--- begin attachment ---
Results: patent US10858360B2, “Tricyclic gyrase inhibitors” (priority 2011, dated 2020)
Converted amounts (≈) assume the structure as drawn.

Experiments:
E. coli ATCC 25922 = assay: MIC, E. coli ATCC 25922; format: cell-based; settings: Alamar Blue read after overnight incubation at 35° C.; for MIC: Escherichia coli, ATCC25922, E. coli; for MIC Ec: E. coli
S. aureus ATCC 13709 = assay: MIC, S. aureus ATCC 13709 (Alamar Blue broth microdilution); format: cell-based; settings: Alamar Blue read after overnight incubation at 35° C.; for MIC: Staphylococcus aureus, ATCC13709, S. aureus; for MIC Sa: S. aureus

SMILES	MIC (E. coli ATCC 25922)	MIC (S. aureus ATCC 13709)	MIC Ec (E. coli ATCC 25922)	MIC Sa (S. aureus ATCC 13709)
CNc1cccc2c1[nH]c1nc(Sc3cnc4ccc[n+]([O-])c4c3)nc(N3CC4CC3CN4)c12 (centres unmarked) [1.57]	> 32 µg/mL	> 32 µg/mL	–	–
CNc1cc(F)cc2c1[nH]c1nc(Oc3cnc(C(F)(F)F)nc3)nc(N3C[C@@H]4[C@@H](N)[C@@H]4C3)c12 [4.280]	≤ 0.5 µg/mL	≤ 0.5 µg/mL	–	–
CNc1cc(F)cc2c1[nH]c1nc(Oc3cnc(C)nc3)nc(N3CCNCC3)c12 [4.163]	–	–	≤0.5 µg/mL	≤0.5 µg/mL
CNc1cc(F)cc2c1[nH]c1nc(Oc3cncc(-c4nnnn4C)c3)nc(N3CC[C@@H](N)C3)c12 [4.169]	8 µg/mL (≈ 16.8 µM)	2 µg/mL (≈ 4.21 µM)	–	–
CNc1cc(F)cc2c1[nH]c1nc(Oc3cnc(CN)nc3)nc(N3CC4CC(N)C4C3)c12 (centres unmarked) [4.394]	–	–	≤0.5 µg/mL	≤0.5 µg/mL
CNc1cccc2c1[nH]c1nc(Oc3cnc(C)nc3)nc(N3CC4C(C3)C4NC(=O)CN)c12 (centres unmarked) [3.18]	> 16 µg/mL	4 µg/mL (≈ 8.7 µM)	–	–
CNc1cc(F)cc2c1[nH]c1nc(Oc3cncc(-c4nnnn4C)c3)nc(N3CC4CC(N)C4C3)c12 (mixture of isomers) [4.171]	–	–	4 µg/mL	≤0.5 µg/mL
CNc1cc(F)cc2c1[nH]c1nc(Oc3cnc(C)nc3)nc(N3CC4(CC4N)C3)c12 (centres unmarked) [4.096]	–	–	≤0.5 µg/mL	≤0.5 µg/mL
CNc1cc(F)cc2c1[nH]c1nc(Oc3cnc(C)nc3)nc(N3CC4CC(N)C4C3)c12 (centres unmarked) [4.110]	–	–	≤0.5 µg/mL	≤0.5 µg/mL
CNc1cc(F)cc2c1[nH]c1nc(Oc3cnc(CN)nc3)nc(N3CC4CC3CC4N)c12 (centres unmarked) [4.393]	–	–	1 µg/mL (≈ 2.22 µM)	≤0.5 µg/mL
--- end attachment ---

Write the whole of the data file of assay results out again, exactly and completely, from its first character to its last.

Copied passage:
Results: patent US10858360B2, “Tricyclic gyrase inhibitors” (priority 2011, dated 2020)
Converted amounts (≈) assume the structure as drawn.

Experiments:
E. coli ATCC 25922 = assay: MIC, E. coli ATCC 25922; format: cell-based; settings: Alamar Blue read after overnight incubation at 35° C.; for MIC: Escherichia coli, ATCC25922, E. coli; for MIC Ec: E. coli
S. aureus ATCC 13709 = assay: MIC, S. aureus ATCC 13709 (Alamar Blue broth microdilution); format: cell-based; settings: Alamar Blue read after overnight incubation at 35° C.; for MIC: Staphylococcus aureus, ATCC13709, S. aureus; for MIC Sa: S. aureus

SMILES	MIC (E. coli ATCC 25922)	MIC (S. aureus ATCC 13709)	MIC Ec (E. coli ATCC 25922)	MIC Sa (S. aureus ATCC 13709)
CNc1cccc2c1[nH]c1nc(Sc3cnc4ccc[n+]([O-])c4c3)nc(N3CC4CC3CN4)c12 (centres unmarked) [1.57]	> 32 µg/mL	> 32 µg/mL	–	–
CNc1cc(F)cc2c1[nH]c1nc(Oc3cnc(C(F)(F)F)nc3)nc(N3C[C@@H]4[C@@H](N)[C@@H]4C3)c12 [4.280]	≤ 0.5 µg/mL	≤ 0.5 µg/mL	–	–
CNc1cc(F)cc2c1[nH]c1nc(Oc3cnc(C)nc3)nc(N3CCNCC3)c12 [4.163]	–	–	≤0.5 µg/mL	≤0.5 µg/mL
CNc1cc(F)cc2c1[nH]c1nc(Oc3cncc(-c4nnnn4C)c3)nc(N3CC[C@@H](N)C3)c12 [4.169]	8 µg/mL (≈ 16.8 µM)	2 µg/mL (≈ 4.21 µM)	–	–
CNc1cc(F)cc2c1[nH]c1nc(Oc3cnc(CN)nc3)nc(N3CC4CC(N)C4C3)c12 (centres unmarked) [4.394]	–	–	≤0.5 µg/mL	≤0.5 µg/mL
CNc1cccc2c1[nH]c1nc(Oc3cnc(C)nc3)nc(N3CC4C(C3)C4NC(=O)CN)c12 (centres unmarked) [3.18]	> 16 µg/mL	4 µg/mL (≈ 8.7 µM)	–	–
CNc1cc(F)cc2c1[nH]c1nc(Oc3cncc(-c4nnnn4C)c3)nc(N3CC4CC(N)C4C3)c12 (mixture of isomers) [4.171]	–	–	4 µg/mL	≤0.5 µg/mL
CNc1cc(F)cc2c1[nH]c1nc(Oc3cnc(C)nc3)nc(N3CC4(CC4N)C3)c12 (centres unmarked) [4.096]	–	–	≤0.5 µg/mL	≤0.5 µg/mL
CNc1cc(F)cc2c1[nH]c1nc(Oc3cnc(C)nc3)nc(N3CC4CC(N)C4C3)c12 (centres unmarked) [4.110]	–	–	≤0.5 µg/mL	≤0.5 µg/mL
CNc1cc(F)cc2c1[nH]c1nc(Oc3cnc(CN)nc3)nc(N3CC4CC3CC4N)c12 (centres unmarked) [4.393]	–	–	1 µg/mL (≈ 2.22 µM)	≤0.5 µg/mL